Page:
Case Is An Insanely Secure Hardware Bitcoin Wallet

You shouldn’t trust anyone with your bitcoins, and Case is well aware of that. Over the past few years, Mt.Gox, Bitstamp and countless other centralized services have suffered serious security breaches. But Case is about to put an end to all this, as this startup has built one of the most secure hardware bitcoin wallets in the world. The startup is launching onstage today at Disrupt NY.

“There’s no easy and secure way to use bitcoin. You’re either getting security, or you’re getting ease of use,” co-founder and CEO Melanie Shapiro told me. Case wants to provide both — security and ease of use.

Case is a small credit card-shaped device with a tiny screen, a fingerprint sensor, a camera, a built-in GSM chip and a few buttons. Any time you want to make a bitcoin transaction, you press the bitcoin button, scan the QR code with the camera, swipe your finger and you’re done. Everything happens on the device; you don’t have to log in with a complicated password or use a smartphone app. You can even buy and sell bitcoins from this device.

Behind the scenes, Case provides a highly secured multi-signature wallet. You need two signatures to make a transaction. When you first start your Case device, you generate a private key on the device itself, and this key will stay on your device forever. “We don’t generate that private key — the device doesn’t come pre-populated with a private key,” Shapiro said.

Case also stores a key in its encrypted online database. Transactions are only signed by the server if the fingerprint scan matches your biometric data. The small device communicates with these servers using its built-in GSM chip. Case works like the Kindle with 3G connectivity, meaning that you can use the device in more than a hundred countries around the world without having to pay for a subscription.

But what if you lose your Case wallet? As you need two signatures to send bitcoins using Case, you won’t be able to recover your bitcoins. But fortunately the startup has a backup plan. It also stores a third key in an offline vault. You can retrieve this key after proving your identity to the company.

Case will cost $199 and will ship this summer after more than a year of hard work. The company is only starting to take pre-orders now. “We’ve seen a lot of hardware flops,” Shapiro said. “We wanted to be able to build the entire thing — the software, the firmware, the hardware. We are at that point now where we feel confident accepting pre-orders.”

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Questions & Answers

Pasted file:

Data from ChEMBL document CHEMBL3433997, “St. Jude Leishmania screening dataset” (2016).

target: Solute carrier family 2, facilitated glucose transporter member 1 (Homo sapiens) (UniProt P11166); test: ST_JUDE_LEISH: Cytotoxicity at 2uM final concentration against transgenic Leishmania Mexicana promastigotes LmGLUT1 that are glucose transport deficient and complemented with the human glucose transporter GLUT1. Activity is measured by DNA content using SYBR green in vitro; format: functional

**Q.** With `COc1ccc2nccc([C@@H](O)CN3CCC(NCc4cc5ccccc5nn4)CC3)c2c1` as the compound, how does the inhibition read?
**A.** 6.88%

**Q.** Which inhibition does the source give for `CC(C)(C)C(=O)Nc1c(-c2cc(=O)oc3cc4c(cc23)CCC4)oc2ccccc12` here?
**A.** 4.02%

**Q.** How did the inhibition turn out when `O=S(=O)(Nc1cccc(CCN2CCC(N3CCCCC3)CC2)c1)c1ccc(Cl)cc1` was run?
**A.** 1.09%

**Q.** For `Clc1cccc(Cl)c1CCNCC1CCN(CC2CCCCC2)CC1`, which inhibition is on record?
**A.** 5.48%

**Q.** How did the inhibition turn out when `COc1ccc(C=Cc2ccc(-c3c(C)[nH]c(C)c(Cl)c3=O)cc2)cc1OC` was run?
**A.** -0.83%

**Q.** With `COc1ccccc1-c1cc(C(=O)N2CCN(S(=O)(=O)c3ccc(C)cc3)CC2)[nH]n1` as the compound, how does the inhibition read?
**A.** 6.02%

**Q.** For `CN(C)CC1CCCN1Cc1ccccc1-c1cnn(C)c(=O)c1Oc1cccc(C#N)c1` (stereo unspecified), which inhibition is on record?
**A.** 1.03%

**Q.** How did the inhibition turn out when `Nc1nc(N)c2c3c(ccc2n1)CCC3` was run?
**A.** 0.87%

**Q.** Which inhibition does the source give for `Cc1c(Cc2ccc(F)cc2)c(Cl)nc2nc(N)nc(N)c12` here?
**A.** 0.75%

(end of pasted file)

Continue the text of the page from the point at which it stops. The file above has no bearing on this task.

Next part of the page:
Judges: Noah Lichtenstein (Cowboy Ventures), Jessica Livingston (Y Combinator), Shana Fisher (Highline Venture Partners) and Heidi Messer (Collective[i]).

Noah Lichtenstein: How much does it cost?
Answer: It costs $199.

Heidi Messer: Isn’t the pricing of the hardware going to make it impossible for emerging markets to get its benefit?
Answer: Right now we’re selling to consumers and most of the interest we can get is in the U.S. But also we are targeting institutional partnerships as well. The price point for a security device is accurate right now. However, the reason I got into bitcoin in the first place is the social impact.

Jessica Livingston: I’d love to hear more about the genesis of the idea. How did you think this is what I want to do?
Answer: I was a victim of bitcoin hacking. And I first heard about bitcoin when I was doing my PhD in consumer behavior. A lot of the conversations I was having were centered around this thing called bitcoin. I wanted to build something that wouldn’t scare of customers. What if you built a device that looks like a credit card? I made my credit card my design model. It should look like a credit card, it should be as easy to use as a credit card. So that’s where we began.

Shana Fisher: What do you think of the better funded further ahead wallets the talk about cold storage disconnected from the Internet?
Answer: The benefit of our device over traditional web wallets is security. Our devices are embedded. Everything that we wrote lives on the firmware. You don’t have to trust any app. It’s a multi-signature wallet and there are three keys. Being in possession one of the keys is a lot, you own it, you feel it. That is very empowering.

Jason Kincaid: Can you break into the firmware and get the physical token?
Answer: In the events that your device is compromised and for some reason your key is extracted from the device, that’s just one of three keys and you can’t spend anything.

Jason Kincaid: You built this firmware yourself. How do I know that this is most secure than other solutions. Why do I trust you?
Answer: We are building it for the ground up and you can trust us. We’re also open sourcing the software closer to the date of the shipment. We’re finishing the auditing process.

Heidi Messer: Will you support other currencies?
Answer: That’s definitely something we’re looking into.